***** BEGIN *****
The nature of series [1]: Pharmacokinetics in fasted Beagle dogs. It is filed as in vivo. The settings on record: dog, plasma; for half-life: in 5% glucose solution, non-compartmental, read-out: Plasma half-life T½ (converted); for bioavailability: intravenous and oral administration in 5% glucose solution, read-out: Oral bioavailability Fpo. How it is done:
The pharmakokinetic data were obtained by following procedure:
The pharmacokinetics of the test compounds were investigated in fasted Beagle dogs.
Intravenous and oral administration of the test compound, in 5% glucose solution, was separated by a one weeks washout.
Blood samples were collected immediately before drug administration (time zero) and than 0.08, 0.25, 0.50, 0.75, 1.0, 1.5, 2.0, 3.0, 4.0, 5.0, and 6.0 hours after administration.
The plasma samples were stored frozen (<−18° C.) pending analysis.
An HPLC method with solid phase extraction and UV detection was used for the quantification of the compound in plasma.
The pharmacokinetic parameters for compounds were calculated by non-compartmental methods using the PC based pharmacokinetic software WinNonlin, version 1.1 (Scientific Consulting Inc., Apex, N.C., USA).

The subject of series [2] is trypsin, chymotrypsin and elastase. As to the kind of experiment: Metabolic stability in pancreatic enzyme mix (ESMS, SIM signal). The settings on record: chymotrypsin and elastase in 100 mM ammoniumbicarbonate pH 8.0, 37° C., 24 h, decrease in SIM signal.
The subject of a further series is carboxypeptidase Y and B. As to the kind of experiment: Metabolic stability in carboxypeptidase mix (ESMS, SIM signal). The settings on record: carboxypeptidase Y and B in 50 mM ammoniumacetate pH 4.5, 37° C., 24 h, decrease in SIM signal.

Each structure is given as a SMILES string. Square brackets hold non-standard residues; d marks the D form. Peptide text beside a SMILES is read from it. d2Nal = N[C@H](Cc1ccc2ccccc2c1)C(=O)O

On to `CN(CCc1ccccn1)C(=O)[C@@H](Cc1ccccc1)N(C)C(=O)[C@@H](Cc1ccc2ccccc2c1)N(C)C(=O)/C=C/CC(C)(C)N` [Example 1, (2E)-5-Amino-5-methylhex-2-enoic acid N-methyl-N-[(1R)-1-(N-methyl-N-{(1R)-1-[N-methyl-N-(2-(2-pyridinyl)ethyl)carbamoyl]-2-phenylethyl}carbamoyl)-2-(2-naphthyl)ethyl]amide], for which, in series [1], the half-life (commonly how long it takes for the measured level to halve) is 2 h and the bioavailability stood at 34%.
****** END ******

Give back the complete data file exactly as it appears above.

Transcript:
The nature of series [1]: Pharmacokinetics in fasted Beagle dogs. It is filed as in vivo. The settings on record: dog, plasma; for half-life: in 5% glucose solution, non-compartmental, read-out: Plasma half-life T½ (converted); for bioavailability: intravenous and oral administration in 5% glucose solution, read-out: Oral bioavailability Fpo. How it is done:
The pharmakokinetic data were obtained by following procedure:
The pharmacokinetics of the test compounds were investigated in fasted Beagle dogs.
Intravenous and oral administration of the test compound, in 5% glucose solution, was separated by a one weeks washout.
Blood samples were collected immediately before drug administration (time zero) and than 0.08, 0.25, 0.50, 0.75, 1.0, 1.5, 2.0, 3.0, 4.0, 5.0, and 6.0 hours after administration.
The plasma samples were stored frozen (<−18° C.) pending analysis.
An HPLC method with solid phase extraction and UV detection was used for the quantification of the compound in plasma.
The pharmacokinetic parameters for compounds were calculated by non-compartmental methods using the PC based pharmacokinetic software WinNonlin, version 1.1 (Scientific Consulting Inc., Apex, N.C., USA).

The subject of series [2] is trypsin, chymotrypsin and elastase. As to the kind of experiment: Metabolic stability in pancreatic enzyme mix (ESMS, SIM signal). The settings on record: chymotrypsin and elastase in 100 mM ammoniumbicarbonate pH 8.0, 37° C., 24 h, decrease in SIM signal.
The subject of a further series is carboxypeptidase Y and B. As to the kind of experiment: Metabolic stability in carboxypeptidase mix (ESMS, SIM signal). The settings on record: carboxypeptidase Y and B in 50 mM ammoniumacetate pH 4.5, 37° C., 24 h, decrease in SIM signal.

Each structure is given as a SMILES string. Square brackets hold non-standard residues; d marks the D form. Peptide text beside a SMILES is read from it. d2Nal = N[C@H](Cc1ccc2ccccc2c1)C(=O)O

On to `CN(CCc1ccccn1)C(=O)[C@@H](Cc1ccccc1)N(C)C(=O)[C@@H](Cc1ccc2ccccc2c1)N(C)C(=O)/C=C/CC(C)(C)N` [Example 1, (2E)-5-Amino-5-methylhex-2-enoic acid N-methyl-N-[(1R)-1-(N-methyl-N-{(1R)-1-[N-methyl-N-(2-(2-pyridinyl)ethyl)carbamoyl]-2-phenylethyl}carbamoyl)-2-(2-naphthyl)ethyl]amide], for which, in series [1], the half-life (commonly how long it takes for the measured level to halve) is 2 h and the bioavailability stood at 34%.